This wilfully idiosyncratic take on Don Quixote is a pared back, wry escapade in which the famous elderly gent and his sidekick stumble around a beautiful Catalan countryside rustling with life.
Screened as part of NZIFF 2007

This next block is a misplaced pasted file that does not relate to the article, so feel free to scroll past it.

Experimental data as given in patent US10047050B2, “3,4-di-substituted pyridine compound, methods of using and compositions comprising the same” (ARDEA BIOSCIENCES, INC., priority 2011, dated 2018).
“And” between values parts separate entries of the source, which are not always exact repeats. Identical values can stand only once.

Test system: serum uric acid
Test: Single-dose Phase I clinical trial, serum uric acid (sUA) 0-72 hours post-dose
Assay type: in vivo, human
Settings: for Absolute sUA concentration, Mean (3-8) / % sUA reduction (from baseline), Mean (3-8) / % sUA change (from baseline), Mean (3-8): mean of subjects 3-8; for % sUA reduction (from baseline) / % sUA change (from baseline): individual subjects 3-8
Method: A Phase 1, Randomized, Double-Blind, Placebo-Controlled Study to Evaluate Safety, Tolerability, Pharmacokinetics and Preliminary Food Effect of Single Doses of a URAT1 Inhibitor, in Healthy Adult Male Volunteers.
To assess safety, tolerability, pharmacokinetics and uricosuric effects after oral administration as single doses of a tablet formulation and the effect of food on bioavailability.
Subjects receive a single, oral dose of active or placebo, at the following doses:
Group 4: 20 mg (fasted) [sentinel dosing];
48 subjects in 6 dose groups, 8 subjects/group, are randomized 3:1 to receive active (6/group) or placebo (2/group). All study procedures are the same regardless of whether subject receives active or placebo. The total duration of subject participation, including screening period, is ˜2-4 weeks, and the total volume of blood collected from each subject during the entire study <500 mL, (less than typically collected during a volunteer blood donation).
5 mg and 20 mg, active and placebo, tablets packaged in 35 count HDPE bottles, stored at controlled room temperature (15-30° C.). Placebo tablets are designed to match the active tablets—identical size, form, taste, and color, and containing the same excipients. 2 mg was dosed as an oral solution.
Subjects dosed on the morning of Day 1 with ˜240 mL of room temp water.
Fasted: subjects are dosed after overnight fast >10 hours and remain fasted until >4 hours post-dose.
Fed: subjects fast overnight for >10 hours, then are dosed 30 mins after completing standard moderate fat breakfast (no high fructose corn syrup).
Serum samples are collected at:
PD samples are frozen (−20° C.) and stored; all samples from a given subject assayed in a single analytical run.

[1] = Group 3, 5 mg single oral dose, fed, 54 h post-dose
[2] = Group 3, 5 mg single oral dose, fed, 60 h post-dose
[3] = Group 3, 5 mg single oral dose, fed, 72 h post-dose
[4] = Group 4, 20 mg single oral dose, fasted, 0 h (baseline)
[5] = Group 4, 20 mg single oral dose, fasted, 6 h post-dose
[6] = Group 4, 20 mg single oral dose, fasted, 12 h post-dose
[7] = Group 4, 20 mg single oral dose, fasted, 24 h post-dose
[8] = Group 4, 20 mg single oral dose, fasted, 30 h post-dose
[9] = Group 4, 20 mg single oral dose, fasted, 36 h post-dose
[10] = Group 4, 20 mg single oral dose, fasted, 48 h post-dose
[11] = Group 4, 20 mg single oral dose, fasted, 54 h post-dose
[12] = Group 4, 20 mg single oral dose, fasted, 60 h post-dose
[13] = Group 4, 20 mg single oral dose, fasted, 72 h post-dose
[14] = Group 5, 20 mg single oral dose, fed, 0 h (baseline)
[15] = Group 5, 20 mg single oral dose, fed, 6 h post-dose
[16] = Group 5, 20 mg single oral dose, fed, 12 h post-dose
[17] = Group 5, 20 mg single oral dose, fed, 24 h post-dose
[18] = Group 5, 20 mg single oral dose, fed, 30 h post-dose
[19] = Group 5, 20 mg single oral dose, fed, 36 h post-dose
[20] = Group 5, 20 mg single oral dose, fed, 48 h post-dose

At turns wry and melancholy, this wilfully idiosyncratic take on Don Quixote is a pared back, absurdist escapade in which the famous elderly gent and his stout, docile sidekick, like a pair out of a Beckett play, stumble around a rustling countryside doused in light and night. Albert Serra's beautiful first film, shot in natural light and with directly-recorded sound, celebrates the senses and is alert to simple joys such as contemplating the cloud-scudded Catalan skies, listening to the wind caressing tall grasses, bathing in a river, sleeping beneath the stars, or simply eating a nut. Their search for adventure appears to lead Don Quixote and his mute and loyal squire in circles; perhaps the true quest is their deepening friendship, their floating adrift together in a world where words and major action are rare and ultimately unnecessary. If you're seeking straightforward narrative or toppled knights, you won't find them here; instead, a serene vision of two men in landscape in a comic and vaguely bewildered state of grace.